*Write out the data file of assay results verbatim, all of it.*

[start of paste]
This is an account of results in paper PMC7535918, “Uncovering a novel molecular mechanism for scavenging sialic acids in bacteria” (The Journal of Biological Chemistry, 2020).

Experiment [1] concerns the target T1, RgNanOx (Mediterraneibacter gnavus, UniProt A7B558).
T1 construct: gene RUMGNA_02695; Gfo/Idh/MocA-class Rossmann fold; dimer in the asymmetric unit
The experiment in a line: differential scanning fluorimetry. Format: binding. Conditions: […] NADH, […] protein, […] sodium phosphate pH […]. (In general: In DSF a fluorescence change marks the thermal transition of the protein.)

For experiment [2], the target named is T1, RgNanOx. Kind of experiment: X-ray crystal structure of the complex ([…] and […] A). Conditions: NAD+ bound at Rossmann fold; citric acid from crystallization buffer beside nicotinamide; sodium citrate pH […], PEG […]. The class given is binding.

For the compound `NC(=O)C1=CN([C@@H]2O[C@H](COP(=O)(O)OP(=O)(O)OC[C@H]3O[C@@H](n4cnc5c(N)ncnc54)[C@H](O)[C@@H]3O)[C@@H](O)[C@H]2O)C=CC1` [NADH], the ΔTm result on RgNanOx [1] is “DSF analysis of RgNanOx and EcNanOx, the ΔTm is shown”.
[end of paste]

This is an account of results in paper PMC7535918, “Uncovering a novel molecular mechanism for scavenging sialic acids in bacteria” (The Journal of Biological Chemistry, 2020).

Experiment [1] concerns the target T1, RgNanOx (Mediterraneibacter gnavus, UniProt A7B558).
T1 construct: gene RUMGNA_02695; Gfo/Idh/MocA-class Rossmann fold; dimer in the asymmetric unit
The experiment in a line: differential scanning fluorimetry. Format: binding. Conditions: […] NADH, […] protein, […] sodium phosphate pH […]. (In general: In DSF a fluorescence change marks the thermal transition of the protein.)

For experiment [2], the target named is T1, RgNanOx. Kind of experiment: X-ray crystal structure of the complex ([…] and […] A). Conditions: NAD+ bound at Rossmann fold; citric acid from crystallization buffer beside nicotinamide; sodium citrate pH […], PEG […]. The class given is binding.

For the compound `NC(=O)C1=CN([C@@H]2O[C@H](COP(=O)(O)OP(=O)(O)OC[C@H]3O[C@@H](n4cnc5c(N)ncnc54)[C@H](O)[C@@H]3O)[C@@H](O)[C@H]2O)C=CC1` [NADH], the ΔTm result on RgNanOx [1] is “DSF analysis of RgNanOx and EcNanOx, the ΔTm is shown”.